navy by reason of her speed and beauty, and on her first voyage she had the honor of conveying Lafayette to France, At the close of the war she was sold by the Government and became a merchantman famous in the China and India trade. Several of the privateers were built and fitted out at Portsmouth, New Hampshire, and Newburyport, Massachusetts. Those in which Nathaniel Tracy was interested captured no less than 120 vessels, amounting to 23,360 tons, which with their cargoes were condemned and sold for 3,950,000 specie dollars; and with these prizes were taken 2220 prisoners of war. Many other instances of this nature might, of course, be mentioned, but the important point is the fact that in the latter part of the eighteenth century and the early part of the nineteenth, as well, the fastest vessels owned or built in the United States and Great Britain were from French models.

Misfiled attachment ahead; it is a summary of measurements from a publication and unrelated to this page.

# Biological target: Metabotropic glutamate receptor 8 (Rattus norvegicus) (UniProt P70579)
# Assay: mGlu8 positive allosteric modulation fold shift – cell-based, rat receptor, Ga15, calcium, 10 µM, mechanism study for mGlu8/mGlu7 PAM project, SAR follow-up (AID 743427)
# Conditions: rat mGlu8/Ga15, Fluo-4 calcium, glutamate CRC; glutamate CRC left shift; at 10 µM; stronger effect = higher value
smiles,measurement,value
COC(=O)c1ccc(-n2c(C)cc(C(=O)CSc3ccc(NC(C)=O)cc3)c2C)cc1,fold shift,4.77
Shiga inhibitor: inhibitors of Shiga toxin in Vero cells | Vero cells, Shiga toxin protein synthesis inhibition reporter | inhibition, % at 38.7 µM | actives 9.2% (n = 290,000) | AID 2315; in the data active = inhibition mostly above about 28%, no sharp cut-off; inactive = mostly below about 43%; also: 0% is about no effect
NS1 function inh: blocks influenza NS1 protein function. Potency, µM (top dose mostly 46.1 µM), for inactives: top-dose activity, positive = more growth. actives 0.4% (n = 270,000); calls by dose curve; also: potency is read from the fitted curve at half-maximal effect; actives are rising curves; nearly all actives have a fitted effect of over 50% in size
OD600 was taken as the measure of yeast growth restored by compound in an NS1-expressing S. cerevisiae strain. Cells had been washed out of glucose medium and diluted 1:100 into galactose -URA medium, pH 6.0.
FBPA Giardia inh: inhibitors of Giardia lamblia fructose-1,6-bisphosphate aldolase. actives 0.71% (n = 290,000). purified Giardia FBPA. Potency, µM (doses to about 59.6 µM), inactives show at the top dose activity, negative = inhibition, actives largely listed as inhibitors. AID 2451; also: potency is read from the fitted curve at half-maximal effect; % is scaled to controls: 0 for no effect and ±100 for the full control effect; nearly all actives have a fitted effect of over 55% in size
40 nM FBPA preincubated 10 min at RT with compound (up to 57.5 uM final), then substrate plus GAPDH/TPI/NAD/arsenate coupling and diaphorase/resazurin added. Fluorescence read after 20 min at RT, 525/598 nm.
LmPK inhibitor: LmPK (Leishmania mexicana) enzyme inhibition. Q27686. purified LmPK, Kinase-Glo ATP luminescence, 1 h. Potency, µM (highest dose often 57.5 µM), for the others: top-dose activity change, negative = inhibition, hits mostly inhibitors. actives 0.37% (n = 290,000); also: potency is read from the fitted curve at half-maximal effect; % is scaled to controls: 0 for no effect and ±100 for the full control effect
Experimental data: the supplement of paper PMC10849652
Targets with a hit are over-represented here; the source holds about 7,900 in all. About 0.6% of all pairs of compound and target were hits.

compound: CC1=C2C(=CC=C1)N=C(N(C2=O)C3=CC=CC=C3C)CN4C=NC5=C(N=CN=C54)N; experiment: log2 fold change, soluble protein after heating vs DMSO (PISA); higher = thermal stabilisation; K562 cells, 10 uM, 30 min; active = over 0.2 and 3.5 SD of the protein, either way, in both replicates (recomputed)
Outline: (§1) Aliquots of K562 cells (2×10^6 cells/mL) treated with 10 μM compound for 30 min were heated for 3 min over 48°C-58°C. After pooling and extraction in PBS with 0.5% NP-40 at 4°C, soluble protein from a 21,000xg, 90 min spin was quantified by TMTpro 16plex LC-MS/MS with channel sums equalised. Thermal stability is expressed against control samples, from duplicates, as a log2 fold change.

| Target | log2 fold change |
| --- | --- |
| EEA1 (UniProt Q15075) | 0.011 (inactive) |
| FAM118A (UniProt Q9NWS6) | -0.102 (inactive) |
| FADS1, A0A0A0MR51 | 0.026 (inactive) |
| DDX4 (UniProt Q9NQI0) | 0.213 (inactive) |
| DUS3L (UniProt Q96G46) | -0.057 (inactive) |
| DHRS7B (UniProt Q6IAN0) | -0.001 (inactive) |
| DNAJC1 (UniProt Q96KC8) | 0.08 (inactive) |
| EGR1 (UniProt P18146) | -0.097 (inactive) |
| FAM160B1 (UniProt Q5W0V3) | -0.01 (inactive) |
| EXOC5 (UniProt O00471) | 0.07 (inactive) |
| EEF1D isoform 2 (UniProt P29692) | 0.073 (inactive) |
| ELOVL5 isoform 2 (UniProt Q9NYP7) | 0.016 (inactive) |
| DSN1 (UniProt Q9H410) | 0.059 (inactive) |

- When peace was declared in 1783, the Government of the United States sold or otherwise disposed of all its vessels, a fact that was quickly taken advantage of by the Barbary corsairs. They at once began to prey upon American merchant shipping in the Mediterranean and even in the Atlantic, and made slaves of the captured crews. The French and English, too, in their wars with each other, by no means respected the neutrality of American commerce, the former being the worse offenders. It was not, however, until 1794 that Congress again authorized the formation of a navy, under the Secretary of War, and in 1798 the office of Secretary of the Navy was created. Among the vessels built in 1794–98 was the frigate Constitution, the famous "Old Ironsides" which still survives. The separate States had meanwhile maintained vessels for the protection of their